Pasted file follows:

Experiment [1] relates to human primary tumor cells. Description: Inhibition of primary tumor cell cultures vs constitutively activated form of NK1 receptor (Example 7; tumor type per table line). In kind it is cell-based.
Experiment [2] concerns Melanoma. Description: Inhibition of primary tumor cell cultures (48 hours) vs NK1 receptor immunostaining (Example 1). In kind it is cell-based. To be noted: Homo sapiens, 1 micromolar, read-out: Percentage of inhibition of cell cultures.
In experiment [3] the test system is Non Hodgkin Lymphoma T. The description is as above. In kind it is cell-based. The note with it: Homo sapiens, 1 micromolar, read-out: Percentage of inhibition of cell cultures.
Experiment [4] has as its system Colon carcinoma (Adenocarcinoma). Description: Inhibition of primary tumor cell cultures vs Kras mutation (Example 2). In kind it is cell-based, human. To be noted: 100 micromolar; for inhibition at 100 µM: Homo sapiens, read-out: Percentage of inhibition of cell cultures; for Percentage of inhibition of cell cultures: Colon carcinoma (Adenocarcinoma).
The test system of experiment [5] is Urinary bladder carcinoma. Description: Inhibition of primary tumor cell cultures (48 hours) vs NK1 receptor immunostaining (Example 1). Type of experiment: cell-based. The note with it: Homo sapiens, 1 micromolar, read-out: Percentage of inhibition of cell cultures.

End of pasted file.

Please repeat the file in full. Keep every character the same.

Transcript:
Experiment [1] relates to human primary tumor cells. Description: Inhibition of primary tumor cell cultures vs constitutively activated form of NK1 receptor (Example 7; tumor type per table line). In kind it is cell-based.
Experiment [2] concerns Melanoma. Description: Inhibition of primary tumor cell cultures (48 hours) vs NK1 receptor immunostaining (Example 1). In kind it is cell-based. To be noted: Homo sapiens, 1 micromolar, read-out: Percentage of inhibition of cell cultures.
In experiment [3] the test system is Non Hodgkin Lymphoma T. The description is as above. In kind it is cell-based. The note with it: Homo sapiens, 1 micromolar, read-out: Percentage of inhibition of cell cultures.
Experiment [4] has as its system Colon carcinoma (Adenocarcinoma). Description: Inhibition of primary tumor cell cultures vs Kras mutation (Example 2). In kind it is cell-based, human. To be noted: 100 micromolar; for inhibition at 100 µM: Homo sapiens, read-out: Percentage of inhibition of cell cultures; for Percentage of inhibition of cell cultures: Colon carcinoma (Adenocarcinoma).
The test system of experiment [5] is Urinary bladder carcinoma. Description: Inhibition of primary tumor cell cultures (48 hours) vs NK1 receptor immunostaining (Example 1). Type of experiment: cell-based. The note with it: Homo sapiens, 1 micromolar, read-out: Percentage of inhibition of cell cultures.